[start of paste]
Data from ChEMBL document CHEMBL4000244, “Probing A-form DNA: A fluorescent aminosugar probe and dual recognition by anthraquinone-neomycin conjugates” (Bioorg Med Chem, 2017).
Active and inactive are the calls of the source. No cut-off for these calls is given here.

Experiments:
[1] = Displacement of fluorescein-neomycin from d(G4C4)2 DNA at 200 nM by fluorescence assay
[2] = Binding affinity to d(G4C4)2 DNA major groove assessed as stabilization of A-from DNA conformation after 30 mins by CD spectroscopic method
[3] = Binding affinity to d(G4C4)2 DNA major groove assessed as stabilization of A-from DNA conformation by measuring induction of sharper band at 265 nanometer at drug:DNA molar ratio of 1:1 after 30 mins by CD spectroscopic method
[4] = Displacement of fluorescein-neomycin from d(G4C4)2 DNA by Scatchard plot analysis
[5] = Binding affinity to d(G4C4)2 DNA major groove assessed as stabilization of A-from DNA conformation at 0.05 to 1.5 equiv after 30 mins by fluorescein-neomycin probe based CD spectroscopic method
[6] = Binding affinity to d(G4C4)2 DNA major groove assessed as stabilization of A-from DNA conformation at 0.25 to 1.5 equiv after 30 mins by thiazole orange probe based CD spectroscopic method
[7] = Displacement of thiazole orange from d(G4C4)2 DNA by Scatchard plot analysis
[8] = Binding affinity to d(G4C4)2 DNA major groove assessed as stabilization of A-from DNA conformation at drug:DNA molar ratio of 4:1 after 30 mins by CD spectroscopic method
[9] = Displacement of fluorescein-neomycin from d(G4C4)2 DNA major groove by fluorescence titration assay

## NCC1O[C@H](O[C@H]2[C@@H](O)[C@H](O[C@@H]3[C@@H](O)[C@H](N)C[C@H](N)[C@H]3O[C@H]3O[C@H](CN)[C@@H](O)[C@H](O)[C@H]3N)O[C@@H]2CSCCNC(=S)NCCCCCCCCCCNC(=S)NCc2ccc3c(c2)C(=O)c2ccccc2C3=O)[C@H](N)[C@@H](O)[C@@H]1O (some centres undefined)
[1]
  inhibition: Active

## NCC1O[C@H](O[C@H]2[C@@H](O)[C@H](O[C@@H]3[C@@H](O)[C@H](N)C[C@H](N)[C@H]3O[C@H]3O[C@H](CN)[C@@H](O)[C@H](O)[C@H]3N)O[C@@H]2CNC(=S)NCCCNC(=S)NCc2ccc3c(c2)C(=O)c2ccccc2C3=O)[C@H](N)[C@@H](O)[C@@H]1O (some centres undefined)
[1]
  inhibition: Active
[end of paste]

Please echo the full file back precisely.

Data from ChEMBL document CHEMBL4000244, “Probing A-form DNA: A fluorescent aminosugar probe and dual recognition by anthraquinone-neomycin conjugates” (Bioorg Med Chem, 2017).
Active and inactive are the calls of the source. No cut-off for these calls is given here.

Experiments:
[1] = Displacement of fluorescein-neomycin from d(G4C4)2 DNA at 200 nM by fluorescence assay
[2] = Binding affinity to d(G4C4)2 DNA major groove assessed as stabilization of A-from DNA conformation after 30 mins by CD spectroscopic method
[3] = Binding affinity to d(G4C4)2 DNA major groove assessed as stabilization of A-from DNA conformation by measuring induction of sharper band at 265 nanometer at drug:DNA molar ratio of 1:1 after 30 mins by CD spectroscopic method
[4] = Displacement of fluorescein-neomycin from d(G4C4)2 DNA by Scatchard plot analysis
[5] = Binding affinity to d(G4C4)2 DNA major groove assessed as stabilization of A-from DNA conformation at 0.05 to 1.5 equiv after 30 mins by fluorescein-neomycin probe based CD spectroscopic method
[6] = Binding affinity to d(G4C4)2 DNA major groove assessed as stabilization of A-from DNA conformation at 0.25 to 1.5 equiv after 30 mins by thiazole orange probe based CD spectroscopic method
[7] = Displacement of thiazole orange from d(G4C4)2 DNA by Scatchard plot analysis
[8] = Binding affinity to d(G4C4)2 DNA major groove assessed as stabilization of A-from DNA conformation at drug:DNA molar ratio of 4:1 after 30 mins by CD spectroscopic method
[9] = Displacement of fluorescein-neomycin from d(G4C4)2 DNA major groove by fluorescence titration assay

## NCC1O[C@H](O[C@H]2[C@@H](O)[C@H](O[C@@H]3[C@@H](O)[C@H](N)C[C@H](N)[C@H]3O[C@H]3O[C@H](CN)[C@@H](O)[C@H](O)[C@H]3N)O[C@@H]2CSCCNC(=S)NCCCCCCCCCCNC(=S)NCc2ccc3c(c2)C(=O)c2ccccc2C3=O)[C@H](N)[C@@H](O)[C@@H]1O (some centres undefined)
[1]
  inhibition: Active

## NCC1O[C@H](O[C@H]2[C@@H](O)[C@H](O[C@@H]3[C@@H](O)[C@H](N)C[C@H](N)[C@H]3O[C@H]3O[C@H](CN)[C@@H](O)[C@H](O)[C@H]3N)O[C@@H]2CNC(=S)NCCCNC(=S)NCc2ccc3c(c2)C(=O)c2ccccc2C3=O)[C@H](N)[C@@H](O)[C@@H]1O (some centres undefined)
[1]
  inhibition: Active